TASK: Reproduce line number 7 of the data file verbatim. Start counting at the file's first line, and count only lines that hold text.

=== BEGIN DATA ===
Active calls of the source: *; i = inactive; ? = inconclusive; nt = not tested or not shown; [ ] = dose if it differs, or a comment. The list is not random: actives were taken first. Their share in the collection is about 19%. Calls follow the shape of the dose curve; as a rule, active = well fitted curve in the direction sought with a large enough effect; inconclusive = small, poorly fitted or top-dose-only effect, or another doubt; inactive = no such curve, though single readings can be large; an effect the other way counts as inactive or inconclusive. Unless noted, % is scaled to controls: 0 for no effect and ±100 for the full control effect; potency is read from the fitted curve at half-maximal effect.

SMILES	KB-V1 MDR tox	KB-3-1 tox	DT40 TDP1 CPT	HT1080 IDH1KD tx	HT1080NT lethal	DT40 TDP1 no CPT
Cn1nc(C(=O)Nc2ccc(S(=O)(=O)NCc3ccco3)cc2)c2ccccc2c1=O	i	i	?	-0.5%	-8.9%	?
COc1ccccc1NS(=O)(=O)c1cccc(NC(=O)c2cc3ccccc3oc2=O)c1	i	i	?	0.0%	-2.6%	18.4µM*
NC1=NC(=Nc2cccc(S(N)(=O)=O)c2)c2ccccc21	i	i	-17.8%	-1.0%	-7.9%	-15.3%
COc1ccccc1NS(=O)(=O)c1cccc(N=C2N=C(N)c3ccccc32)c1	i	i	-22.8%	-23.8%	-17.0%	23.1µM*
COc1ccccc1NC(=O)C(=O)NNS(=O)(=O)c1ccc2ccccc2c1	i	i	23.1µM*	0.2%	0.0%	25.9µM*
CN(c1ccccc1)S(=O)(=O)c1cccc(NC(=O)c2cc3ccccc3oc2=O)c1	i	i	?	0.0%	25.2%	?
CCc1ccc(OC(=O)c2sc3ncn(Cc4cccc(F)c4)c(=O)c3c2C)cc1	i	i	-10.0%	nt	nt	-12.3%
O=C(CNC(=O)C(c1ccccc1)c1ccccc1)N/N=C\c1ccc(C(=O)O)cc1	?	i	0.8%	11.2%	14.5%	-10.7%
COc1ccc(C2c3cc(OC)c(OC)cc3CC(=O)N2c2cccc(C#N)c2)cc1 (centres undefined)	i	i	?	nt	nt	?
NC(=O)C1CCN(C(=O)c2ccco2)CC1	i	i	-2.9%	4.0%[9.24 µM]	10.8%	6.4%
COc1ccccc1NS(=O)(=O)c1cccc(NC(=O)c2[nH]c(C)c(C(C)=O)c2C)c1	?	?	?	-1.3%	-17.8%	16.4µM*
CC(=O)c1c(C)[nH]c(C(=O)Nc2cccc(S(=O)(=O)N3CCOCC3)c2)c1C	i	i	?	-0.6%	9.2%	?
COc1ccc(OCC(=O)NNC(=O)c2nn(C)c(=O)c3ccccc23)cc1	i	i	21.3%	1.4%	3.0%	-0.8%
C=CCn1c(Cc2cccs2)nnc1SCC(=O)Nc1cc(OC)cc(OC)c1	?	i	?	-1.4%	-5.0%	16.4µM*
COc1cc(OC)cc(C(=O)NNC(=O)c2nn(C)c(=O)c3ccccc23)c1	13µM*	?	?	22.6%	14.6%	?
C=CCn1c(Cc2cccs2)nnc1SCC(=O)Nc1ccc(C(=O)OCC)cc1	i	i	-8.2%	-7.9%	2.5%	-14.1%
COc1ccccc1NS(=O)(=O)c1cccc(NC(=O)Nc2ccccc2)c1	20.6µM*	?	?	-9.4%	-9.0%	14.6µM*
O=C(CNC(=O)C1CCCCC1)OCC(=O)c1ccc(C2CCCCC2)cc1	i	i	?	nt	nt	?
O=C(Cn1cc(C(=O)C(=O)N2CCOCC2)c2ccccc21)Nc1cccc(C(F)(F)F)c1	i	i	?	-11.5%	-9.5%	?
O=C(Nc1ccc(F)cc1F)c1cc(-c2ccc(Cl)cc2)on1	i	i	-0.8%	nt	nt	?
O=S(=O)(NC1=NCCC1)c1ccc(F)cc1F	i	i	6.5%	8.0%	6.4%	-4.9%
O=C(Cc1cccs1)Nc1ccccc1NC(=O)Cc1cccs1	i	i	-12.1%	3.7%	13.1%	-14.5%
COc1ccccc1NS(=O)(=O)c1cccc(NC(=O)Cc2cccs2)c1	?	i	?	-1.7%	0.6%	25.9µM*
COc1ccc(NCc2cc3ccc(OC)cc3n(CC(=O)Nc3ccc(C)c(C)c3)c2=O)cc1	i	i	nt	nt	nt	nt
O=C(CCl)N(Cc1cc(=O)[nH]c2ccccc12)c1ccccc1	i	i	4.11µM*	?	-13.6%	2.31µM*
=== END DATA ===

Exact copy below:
COc1ccccc1NC(=O)C(=O)NNS(=O)(=O)c1ccc2ccccc2c1	i	i	23.1µM*	0.2%	0.0%	25.9µM*